Wenger fears doping scandals could affect football

Wenger urges football to do more to stop drug cheats
Wenger urges football to do more to stop drug cheats

Arsenal manager Arsene Wenger has expressed his view that football should be doing more to ensure the sport is not being harmed by drug cheats.

A spotlight has been shone on sport in the last couple of days after the World Anti-Doping Agency published their report which accused Russia's athletics federation of running a doping programme and suggested the country should be banned from future events.

Many believe the expose of Russia's widespread doping could be merely the starting point for further revelations - with other sports expected to be studied in more depth.

Wenger has previously expressed his concerns that football was not doing to enough to identify drug cheats and he has reopened that debate in his interview with L'Equipe.

"Honestly, I don’t think we do enough on tests,” he said when asked about drugs in football. “It is very difficult for me to believe that you have 740 players at the World Cup and you come out with zero problems.

"Mathematically, that happens every time. But statistically, even for social drugs, it looks like we would do better to go deeper.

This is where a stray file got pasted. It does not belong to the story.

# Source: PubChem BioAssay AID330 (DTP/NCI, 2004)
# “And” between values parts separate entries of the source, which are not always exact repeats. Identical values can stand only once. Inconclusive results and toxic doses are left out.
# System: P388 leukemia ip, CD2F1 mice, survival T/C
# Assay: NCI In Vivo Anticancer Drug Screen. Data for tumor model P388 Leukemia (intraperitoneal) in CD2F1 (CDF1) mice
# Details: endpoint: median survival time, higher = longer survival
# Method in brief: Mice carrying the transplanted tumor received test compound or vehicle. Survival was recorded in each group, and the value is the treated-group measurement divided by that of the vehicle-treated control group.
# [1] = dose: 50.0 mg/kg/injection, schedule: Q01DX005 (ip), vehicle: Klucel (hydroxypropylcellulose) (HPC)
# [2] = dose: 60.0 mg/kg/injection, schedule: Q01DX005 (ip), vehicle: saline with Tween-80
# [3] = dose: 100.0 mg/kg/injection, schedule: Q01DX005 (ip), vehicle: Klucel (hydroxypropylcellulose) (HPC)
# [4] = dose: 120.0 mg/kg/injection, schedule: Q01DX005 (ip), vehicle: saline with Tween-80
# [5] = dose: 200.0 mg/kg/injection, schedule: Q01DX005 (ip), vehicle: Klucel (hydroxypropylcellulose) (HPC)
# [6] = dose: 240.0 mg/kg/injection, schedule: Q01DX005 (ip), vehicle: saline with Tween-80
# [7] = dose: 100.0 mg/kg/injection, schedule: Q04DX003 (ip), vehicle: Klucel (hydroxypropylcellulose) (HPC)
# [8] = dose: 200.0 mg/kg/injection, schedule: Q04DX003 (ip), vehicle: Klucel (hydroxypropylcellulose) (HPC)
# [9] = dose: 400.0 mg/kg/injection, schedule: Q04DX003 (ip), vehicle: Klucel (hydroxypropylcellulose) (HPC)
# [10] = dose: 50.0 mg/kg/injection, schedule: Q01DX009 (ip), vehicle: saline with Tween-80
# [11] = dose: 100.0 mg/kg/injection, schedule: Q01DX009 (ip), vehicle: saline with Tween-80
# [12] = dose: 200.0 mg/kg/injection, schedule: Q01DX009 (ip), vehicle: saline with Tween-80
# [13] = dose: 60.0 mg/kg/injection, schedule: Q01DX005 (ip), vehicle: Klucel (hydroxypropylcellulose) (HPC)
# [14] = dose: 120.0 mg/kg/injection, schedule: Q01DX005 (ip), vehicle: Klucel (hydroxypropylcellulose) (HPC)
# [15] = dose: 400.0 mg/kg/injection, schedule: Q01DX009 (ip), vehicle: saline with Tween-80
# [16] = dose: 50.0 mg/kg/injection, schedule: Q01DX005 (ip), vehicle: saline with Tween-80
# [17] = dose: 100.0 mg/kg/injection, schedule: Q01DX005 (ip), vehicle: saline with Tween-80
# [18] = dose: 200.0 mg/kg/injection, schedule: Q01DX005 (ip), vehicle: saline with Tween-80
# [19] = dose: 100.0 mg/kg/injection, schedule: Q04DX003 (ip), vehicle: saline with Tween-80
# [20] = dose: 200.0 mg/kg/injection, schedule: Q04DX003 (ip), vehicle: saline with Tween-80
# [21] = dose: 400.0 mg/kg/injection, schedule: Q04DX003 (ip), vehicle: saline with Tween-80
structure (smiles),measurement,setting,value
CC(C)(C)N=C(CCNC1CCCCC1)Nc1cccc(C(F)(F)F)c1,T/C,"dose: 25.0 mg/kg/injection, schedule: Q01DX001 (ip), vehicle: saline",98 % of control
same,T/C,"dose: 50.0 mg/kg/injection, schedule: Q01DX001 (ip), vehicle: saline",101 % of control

“I hope England is immune from doping but I don’t know. When you have a doping control at UEFA matches, they do not take blood, they take only urine.

"I have asked many times in about this. I hope we do not have a big problem with doping but we have to try to find out.”

Wenger insisted he has never ordered one of his players to take performance-enhancing drugs but believes doping could still be an issue within football.

Wenger's Arsenal side lost to Dynamo Zagreb in a Champions League clash in October before Arijan Ademi failed a drugs test for the Croatian side, although his 'B' sample is still being investigated.

Wenger suggests it is a matter of personal pride not to try to synthetically better his teams, even if he thinks opponents may have done.

"I try to be faithful to the values that I find important in life and to transmit them to others," he added.

"In 30 years of my coaching career, I never got one of my players injected to be more efficient. I never gave them a product that can improve performance. It is about pride. I've played against a lot of teams that were not in this state of mind."

The Frenchman has long been an advocate of more stringent drugs testing in football and feels any sort of sporting achievements currently being recorded can never be truly trusted.

"Today, we will glorify he who runs 10.1 seconds and not the one who runs in 10.2 seconds. But they all run very fast anyway," he added.

"This is very dangerous in sport. It is happening in an era where we glorify whoever wins; whatever the method and means.

"Then we realise 10 years after that the guy cheated. During that time the one who was second - he suffered and is not recognised."